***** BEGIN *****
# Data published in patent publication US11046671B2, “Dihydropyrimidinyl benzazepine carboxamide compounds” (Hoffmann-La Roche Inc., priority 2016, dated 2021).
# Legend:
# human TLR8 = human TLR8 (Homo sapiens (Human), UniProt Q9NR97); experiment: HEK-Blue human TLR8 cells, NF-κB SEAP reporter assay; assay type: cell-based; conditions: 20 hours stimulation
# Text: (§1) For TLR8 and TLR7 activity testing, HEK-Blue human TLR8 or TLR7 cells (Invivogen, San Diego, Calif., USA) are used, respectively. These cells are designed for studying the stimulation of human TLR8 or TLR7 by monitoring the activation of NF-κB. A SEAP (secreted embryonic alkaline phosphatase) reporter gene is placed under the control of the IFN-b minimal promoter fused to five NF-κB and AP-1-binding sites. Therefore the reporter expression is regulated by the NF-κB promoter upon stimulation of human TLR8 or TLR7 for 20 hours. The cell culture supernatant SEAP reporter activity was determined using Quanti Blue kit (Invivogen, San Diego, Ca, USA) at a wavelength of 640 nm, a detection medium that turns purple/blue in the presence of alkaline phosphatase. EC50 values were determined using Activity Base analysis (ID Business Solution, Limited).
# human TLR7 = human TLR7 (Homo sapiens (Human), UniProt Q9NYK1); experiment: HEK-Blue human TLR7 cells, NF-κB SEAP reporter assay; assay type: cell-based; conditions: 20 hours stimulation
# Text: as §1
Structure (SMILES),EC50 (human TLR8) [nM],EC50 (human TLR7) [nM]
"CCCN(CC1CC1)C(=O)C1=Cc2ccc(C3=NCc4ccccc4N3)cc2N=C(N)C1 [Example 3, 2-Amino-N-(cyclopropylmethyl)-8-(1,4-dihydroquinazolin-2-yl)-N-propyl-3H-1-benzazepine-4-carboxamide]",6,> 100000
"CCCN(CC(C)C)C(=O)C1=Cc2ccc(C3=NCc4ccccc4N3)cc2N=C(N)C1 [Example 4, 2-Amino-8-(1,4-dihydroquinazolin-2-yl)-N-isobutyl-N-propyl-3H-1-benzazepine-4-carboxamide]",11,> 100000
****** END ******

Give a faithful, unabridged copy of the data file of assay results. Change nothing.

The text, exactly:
# Data published in patent publication US11046671B2, “Dihydropyrimidinyl benzazepine carboxamide compounds” (Hoffmann-La Roche Inc., priority 2016, dated 2021).
# Legend:
# human TLR8 = human TLR8 (Homo sapiens (Human), UniProt Q9NR97); experiment: HEK-Blue human TLR8 cells, NF-κB SEAP reporter assay; assay type: cell-based; conditions: 20 hours stimulation
# Text: (§1) For TLR8 and TLR7 activity testing, HEK-Blue human TLR8 or TLR7 cells (Invivogen, San Diego, Calif., USA) are used, respectively. These cells are designed for studying the stimulation of human TLR8 or TLR7 by monitoring the activation of NF-κB. A SEAP (secreted embryonic alkaline phosphatase) reporter gene is placed under the control of the IFN-b minimal promoter fused to five NF-κB and AP-1-binding sites. Therefore the reporter expression is regulated by the NF-κB promoter upon stimulation of human TLR8 or TLR7 for 20 hours. The cell culture supernatant SEAP reporter activity was determined using Quanti Blue kit (Invivogen, San Diego, Ca, USA) at a wavelength of 640 nm, a detection medium that turns purple/blue in the presence of alkaline phosphatase. EC50 values were determined using Activity Base analysis (ID Business Solution, Limited).
# human TLR7 = human TLR7 (Homo sapiens (Human), UniProt Q9NYK1); experiment: HEK-Blue human TLR7 cells, NF-κB SEAP reporter assay; assay type: cell-based; conditions: 20 hours stimulation
# Text: as §1
Structure (SMILES),EC50 (human TLR8) [nM],EC50 (human TLR7) [nM]
"CCCN(CC1CC1)C(=O)C1=Cc2ccc(C3=NCc4ccccc4N3)cc2N=C(N)C1 [Example 3, 2-Amino-N-(cyclopropylmethyl)-8-(1,4-dihydroquinazolin-2-yl)-N-propyl-3H-1-benzazepine-4-carboxamide]",6,> 100000
"CCCN(CC(C)C)C(=O)C1=Cc2ccc(C3=NCc4ccccc4N3)cc2N=C(N)C1 [Example 4, 2-Amino-8-(1,4-dihydroquinazolin-2-yl)-N-isobutyl-N-propyl-3H-1-benzazepine-4-carboxamide]",11,> 100000